The justices agreed on Monday to rule on whether the government should ban the sale of violent games to minors and fine stores $1,000 each time they fail to comply. At issue is a California law, passed in 2005 but struck down by lower courts, that defines violent games as works that depict “killing, maiming, dismembering or sexually assaulting an image of a human being,” in a way that’s offensive, appeals to morbid interests and otherwise lacks artistic merit.
So basically, the government would play tastemaker and decide what’s offensive and what’s artistic, what should be treated like porn and what should be treated like culture. If you can’t tell, and haven’t read our previous coverage, this idea unsettles me. I have no problem with video game retailers turning down minors who want to buy Grand Theft Auto, but government should not be at the helm. Video games have a system of self-regulation that’s among the best in the entertainment industry, not to mention parental controls on consoles.
Supporters of the California law argue that video games need the extra regulation because their interactivity makes them inherently worse for children than movies or other media. I’m not going to get into that debate here — check out this recent article by PC World’s Matt Peckham to get a sense of the back-and-forth — but the fact that six states have attempted violent game laws, and none have passed muster with their respective courts, shows that judges aren’t comfortable making video games an exception to the First Amendment.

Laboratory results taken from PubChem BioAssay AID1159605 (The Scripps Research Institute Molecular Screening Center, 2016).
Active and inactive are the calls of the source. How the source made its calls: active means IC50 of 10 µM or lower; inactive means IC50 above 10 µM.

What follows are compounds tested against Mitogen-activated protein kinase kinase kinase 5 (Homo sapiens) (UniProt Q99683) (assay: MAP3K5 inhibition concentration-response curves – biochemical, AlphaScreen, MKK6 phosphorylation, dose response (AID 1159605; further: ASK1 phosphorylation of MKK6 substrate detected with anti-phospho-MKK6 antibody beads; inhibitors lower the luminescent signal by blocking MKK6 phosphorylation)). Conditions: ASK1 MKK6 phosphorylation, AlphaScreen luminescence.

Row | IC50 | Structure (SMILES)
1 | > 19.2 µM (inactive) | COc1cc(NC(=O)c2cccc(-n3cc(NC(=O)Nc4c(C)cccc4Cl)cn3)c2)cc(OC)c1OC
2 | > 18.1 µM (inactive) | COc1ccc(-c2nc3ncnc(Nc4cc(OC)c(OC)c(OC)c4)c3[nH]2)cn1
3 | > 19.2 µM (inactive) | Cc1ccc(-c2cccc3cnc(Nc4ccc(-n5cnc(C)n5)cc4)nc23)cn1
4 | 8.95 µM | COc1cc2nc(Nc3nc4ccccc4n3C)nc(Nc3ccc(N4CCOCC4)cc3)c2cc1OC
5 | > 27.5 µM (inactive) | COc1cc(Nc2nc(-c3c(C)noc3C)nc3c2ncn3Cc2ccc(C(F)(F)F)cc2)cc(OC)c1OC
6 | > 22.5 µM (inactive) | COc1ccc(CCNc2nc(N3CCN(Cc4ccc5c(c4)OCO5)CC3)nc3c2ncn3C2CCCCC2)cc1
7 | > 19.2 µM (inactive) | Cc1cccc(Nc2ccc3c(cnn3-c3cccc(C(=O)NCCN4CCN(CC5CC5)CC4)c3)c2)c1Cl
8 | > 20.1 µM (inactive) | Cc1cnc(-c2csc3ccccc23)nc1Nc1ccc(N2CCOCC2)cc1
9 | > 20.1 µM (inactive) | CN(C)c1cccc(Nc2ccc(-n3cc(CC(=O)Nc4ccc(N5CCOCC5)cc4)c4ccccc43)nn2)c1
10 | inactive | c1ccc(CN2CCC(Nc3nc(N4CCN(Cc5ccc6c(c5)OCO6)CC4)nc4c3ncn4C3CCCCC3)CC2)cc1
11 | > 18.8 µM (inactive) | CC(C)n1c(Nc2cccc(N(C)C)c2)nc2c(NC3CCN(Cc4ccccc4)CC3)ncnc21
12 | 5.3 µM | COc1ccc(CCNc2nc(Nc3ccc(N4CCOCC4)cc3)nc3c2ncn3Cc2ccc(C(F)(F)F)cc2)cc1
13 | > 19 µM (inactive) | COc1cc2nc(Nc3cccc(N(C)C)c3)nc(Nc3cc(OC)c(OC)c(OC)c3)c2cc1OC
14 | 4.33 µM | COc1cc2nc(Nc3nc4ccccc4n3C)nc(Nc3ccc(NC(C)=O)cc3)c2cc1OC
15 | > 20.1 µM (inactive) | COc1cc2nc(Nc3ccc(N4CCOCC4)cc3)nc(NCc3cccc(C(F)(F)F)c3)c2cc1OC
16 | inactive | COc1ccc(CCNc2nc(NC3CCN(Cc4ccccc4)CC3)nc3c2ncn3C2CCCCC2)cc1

I’m glad the Supreme Court is looking at this, if only as a way to put an end to all the madness. If the court sides with the games industry — and I’ll be shocked if it doesn’t — it’ll set a precedent for lower courts around the country, and stop the waste of more resources on these misguided laws.